Tuesday, July 19, 2011

Book #2: The Enlightened Stepmother: Revolutionizing the Role

This 454 page "manual" was recommended to me by a personal friend when I married and joined my very single and independent life to that of a husband and three kids, ages 18, 16, and 12. She said with a smile and a hug, "it will save your life." Quizzically, I took her advice. I didn't think it would help me much as I was marrying a very loving man with very good kids. Good thing friends know enough to see the road ahead. :-)

Written by two stepmothers that conducted 95 personal interviews with other step-mothers, it has a wide based of experience from 20-somethings to retirees sharing their personal experience with blended families of any and all varieties and socio-economic statuses.

I had never envisioned being a "stepmom" in my life, just "mom", so one of the opening paragraphs got my attention directly about what I may not be observing so keenly around me: "We knew about the stepmothers in our books of fairy tales. They were the reason we begged our mothers to leave a night-light on. We knew they were ugly and evil and without feeling for other living things. We knew they had no fashion sense. Few of us probably knew any in real life, and we hoped they would never be any in our own lives."

The book continues on, describing experiences that were anything but unique. That's the terrific part. Many of the development stages in step-family life are predictable, to varying extremes, but predictable. Topics from self-awareness to marriage, current or future children to the wider parenting circle, holidays and weddings, finances and legal items to check, the book is an invaluable tool in thinking through step-family life.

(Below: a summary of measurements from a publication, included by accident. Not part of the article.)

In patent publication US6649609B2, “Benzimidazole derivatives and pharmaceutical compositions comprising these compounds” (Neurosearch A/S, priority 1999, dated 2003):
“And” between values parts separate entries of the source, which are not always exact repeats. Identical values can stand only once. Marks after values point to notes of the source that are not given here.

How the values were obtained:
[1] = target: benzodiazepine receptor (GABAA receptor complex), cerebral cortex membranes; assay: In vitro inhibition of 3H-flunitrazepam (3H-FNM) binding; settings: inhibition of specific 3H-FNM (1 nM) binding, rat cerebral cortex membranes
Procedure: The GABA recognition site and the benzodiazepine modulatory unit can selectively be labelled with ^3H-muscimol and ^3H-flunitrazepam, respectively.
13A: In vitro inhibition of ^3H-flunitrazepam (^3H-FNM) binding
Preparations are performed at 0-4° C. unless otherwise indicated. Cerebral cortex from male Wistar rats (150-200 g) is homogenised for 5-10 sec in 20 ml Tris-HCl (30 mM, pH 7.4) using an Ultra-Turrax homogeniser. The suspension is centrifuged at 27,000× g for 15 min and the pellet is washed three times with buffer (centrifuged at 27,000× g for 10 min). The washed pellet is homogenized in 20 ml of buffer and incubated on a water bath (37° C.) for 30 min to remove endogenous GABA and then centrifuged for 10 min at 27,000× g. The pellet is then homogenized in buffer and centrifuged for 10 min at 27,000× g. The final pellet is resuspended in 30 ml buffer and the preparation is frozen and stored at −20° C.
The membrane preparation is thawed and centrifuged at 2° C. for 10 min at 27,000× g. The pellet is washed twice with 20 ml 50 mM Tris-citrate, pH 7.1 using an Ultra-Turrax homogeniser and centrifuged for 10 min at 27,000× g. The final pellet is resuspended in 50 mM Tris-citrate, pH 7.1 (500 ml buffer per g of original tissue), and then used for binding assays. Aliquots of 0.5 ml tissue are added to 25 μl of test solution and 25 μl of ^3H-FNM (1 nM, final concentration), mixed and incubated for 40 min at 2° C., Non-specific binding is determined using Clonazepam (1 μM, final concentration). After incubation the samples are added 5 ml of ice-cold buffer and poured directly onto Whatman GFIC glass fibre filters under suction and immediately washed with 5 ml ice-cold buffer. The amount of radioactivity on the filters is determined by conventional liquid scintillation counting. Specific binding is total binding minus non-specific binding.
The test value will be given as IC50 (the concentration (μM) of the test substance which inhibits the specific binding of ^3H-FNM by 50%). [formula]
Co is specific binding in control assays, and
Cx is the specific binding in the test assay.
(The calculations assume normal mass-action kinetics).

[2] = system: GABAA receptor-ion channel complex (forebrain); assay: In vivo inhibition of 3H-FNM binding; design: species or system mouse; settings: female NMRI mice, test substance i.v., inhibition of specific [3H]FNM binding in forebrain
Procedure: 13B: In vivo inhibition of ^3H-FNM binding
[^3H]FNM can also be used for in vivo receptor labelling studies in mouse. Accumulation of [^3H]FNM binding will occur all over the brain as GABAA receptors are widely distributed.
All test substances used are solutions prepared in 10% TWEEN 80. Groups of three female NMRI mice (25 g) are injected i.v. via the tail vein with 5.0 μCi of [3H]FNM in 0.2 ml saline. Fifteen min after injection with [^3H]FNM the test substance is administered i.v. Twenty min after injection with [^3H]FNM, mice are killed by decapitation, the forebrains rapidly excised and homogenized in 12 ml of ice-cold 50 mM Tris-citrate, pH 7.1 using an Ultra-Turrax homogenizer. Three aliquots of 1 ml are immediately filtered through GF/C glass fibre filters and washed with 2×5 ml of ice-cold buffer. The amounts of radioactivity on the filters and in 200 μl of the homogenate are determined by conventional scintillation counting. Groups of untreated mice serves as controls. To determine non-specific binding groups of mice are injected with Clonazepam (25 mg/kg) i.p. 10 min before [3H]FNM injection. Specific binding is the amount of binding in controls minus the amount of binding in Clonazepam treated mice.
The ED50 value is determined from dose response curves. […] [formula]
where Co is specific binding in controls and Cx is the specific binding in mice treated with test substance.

For those of my readers thinking, "so what's the big deal about step-families, families are families!", let me give one example in my life that I also discovered in the book. Someone calls the female head of household for a dinner invite. The female talks to her husband to see when dinner with another family is possible. He gives her a range of dates. The husband then calls his ex-wife to see when the children are available for a free evening. She says she'll get back to him. The husband then calls the children (yea cell phones!), each individually, to check their calendars. He gets three rough dates from which to work, none of which fit his dates of availability. He then calls the ex-wife to see if there are any other dates. She looks ahead 3 weeks, 6 weeks...ah maybe next Wednesday will work if she releases the children from her pending engagement. The husband then calls the children back, individually, to confirm. If everything is a-okay...then I get the message of a date that works. And that's only if it works with my schedule and the family who extended the invite. This may take from 3-5 DAYS to accomplish. No kidding. And that's fast for us.

So, I've had to adjust my time-frame for planning. But what about financial obligations? Holiday priorities? Honeymoon? Date nights? Family traditions? Co-parenting with two other parents, outside your home and influence, most often whom have different life values? What if you have children from a previous marriage or want to conceive, foster, or adopt? What are your legal rights as a person, wage-earner, or survivor? Lots and lots of stuff....that's just great to think about, even if it doesn't fit a particular current situation.

I don't know that it has saved my life, but on tough days, it has saved my perspective. My step-children have been very open-hearted towards me and I have a good relationship with their mother. Their father is a good father and husband and I feel very loved. It is still a very complicated and hard path in each week.

I will be keeping this book in my reference section.

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